This transformation was largely owing to the leadership of Charles Prestwich Scott (1846-1932). Scott was born in Bath in 1846, attended Clapham Grammar School and Corpus Christi College, Oxford, and, as a nephew of John Edward Taylor, began work at the Manchester Guardian in 1871. He became editor of the paper in 1872, cementing the Liberal editorial philosophy of the paper, and ensuring a consistently high standard of journalism and journalistic integrity. He championed causes including women’s suffrage, home rule for Ireland, and the establishment of a Jewish homeland. Scott stood out against Britain’s policy in South Africa during the Boer war, and conscription during the First World War, supporting the formation of the League of Nations and negotiations for peace in Europe. He became the owner the Manchester Guardian in 1907, and was also a Liberal MP for Leigh (1895-1905). In 1929, in his eightieth decade, Scott retired, and was made a freeman of the city of Manchester in 1930. Scott died on the 1st January, 1932. On his death, his shares in the paper passed to his sons, John Russell Scott, manager of the Manchester Guardian, and Edward Taylor Scott, who inherited the editorship of the paper from his father.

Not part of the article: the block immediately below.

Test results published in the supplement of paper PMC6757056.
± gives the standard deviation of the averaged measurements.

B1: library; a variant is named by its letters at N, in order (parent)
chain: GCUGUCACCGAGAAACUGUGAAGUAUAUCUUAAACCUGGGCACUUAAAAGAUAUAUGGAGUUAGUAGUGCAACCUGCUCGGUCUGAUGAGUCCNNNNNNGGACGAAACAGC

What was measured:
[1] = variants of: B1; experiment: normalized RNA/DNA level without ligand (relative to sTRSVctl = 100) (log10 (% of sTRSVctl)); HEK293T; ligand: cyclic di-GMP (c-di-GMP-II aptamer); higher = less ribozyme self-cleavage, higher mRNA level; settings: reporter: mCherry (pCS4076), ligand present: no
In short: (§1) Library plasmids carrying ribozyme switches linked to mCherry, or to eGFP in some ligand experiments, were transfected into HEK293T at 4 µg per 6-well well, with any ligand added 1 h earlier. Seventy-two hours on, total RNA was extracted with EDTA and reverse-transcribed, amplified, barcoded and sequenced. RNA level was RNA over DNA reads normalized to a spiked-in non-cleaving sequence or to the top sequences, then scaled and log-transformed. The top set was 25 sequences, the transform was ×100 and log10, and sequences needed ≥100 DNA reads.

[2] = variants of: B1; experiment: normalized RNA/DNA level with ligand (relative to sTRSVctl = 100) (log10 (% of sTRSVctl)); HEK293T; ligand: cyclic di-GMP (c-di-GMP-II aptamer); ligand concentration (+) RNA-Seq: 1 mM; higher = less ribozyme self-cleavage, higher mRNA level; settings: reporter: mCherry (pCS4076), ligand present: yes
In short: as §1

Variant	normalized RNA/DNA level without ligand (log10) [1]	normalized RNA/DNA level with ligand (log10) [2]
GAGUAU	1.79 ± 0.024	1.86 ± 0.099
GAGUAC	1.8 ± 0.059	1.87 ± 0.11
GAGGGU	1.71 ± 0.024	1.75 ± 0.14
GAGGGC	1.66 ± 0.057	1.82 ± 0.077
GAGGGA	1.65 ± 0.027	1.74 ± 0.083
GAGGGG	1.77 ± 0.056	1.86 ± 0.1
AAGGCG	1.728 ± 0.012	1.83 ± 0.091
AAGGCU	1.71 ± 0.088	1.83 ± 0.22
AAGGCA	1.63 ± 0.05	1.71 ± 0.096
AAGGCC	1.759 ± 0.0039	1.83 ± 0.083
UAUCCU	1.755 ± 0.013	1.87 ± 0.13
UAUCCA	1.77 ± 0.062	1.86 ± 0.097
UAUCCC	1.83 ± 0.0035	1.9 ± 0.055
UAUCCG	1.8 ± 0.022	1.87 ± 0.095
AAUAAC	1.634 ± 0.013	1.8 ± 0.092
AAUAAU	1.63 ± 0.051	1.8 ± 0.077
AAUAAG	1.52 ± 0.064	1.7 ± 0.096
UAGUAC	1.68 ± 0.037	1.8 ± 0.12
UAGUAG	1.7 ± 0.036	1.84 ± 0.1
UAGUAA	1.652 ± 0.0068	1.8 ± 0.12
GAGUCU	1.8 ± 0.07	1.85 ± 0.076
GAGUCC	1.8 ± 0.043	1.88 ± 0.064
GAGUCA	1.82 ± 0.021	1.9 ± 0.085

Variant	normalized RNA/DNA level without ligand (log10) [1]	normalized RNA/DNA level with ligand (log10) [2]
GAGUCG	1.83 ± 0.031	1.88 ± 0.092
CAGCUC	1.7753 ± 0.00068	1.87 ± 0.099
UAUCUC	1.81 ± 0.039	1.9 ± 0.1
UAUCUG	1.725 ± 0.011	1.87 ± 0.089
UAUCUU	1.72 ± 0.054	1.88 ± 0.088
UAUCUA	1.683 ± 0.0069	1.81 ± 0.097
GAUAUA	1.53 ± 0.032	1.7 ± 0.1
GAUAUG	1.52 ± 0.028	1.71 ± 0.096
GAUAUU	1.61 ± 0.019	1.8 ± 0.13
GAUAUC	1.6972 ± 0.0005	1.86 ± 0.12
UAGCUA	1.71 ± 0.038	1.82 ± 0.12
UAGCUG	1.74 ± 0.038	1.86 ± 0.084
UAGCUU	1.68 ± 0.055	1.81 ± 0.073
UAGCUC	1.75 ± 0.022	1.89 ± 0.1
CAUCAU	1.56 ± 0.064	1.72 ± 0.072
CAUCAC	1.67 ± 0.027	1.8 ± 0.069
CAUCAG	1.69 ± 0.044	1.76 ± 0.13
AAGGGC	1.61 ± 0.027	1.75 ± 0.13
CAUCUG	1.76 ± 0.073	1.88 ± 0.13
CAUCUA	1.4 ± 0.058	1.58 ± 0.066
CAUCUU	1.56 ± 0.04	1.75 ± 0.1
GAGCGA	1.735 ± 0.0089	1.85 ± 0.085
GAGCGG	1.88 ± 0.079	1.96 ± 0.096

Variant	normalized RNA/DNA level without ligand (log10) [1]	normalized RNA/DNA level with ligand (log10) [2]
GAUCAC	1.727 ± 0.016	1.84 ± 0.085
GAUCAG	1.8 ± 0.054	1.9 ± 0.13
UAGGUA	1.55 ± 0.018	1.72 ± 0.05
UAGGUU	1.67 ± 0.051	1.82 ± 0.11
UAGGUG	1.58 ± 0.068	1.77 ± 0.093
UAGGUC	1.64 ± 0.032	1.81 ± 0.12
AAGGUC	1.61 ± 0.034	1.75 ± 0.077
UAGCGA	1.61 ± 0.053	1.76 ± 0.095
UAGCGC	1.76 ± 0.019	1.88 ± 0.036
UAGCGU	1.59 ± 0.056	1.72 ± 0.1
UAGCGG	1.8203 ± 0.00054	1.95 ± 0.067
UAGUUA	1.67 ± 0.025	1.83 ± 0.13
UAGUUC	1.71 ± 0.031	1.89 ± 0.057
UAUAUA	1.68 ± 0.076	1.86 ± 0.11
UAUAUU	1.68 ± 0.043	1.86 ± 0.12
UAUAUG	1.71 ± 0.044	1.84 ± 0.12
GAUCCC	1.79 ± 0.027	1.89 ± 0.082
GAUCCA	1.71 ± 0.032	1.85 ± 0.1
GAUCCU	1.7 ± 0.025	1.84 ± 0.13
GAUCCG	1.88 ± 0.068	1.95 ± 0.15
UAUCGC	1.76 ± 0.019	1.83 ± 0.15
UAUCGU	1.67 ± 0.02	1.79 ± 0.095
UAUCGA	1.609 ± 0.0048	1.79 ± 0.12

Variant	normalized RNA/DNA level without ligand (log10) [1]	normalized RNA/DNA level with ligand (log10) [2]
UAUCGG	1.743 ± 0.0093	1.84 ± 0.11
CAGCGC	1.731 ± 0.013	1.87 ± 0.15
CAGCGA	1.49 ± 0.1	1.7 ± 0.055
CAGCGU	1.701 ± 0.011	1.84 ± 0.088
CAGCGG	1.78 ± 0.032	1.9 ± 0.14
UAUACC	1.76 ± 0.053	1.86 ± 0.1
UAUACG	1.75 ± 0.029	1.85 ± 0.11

Many of them items in the series begin with letters exchanged with C.P. Scott, but also include correspondence with later editors of the Manchester Guardian, as the relationship between the correspondent and the paper continued after Scott’s retirement. The dates of the material included are therefore at times far later than the period of Scott’s editorship. The series includes a considerable amount of the editorial correspondence of Edward Taylor Scott and William Percival Crozier, and a smaller quantity of Alfred Powell Wadsworth and Alastair Hetherington.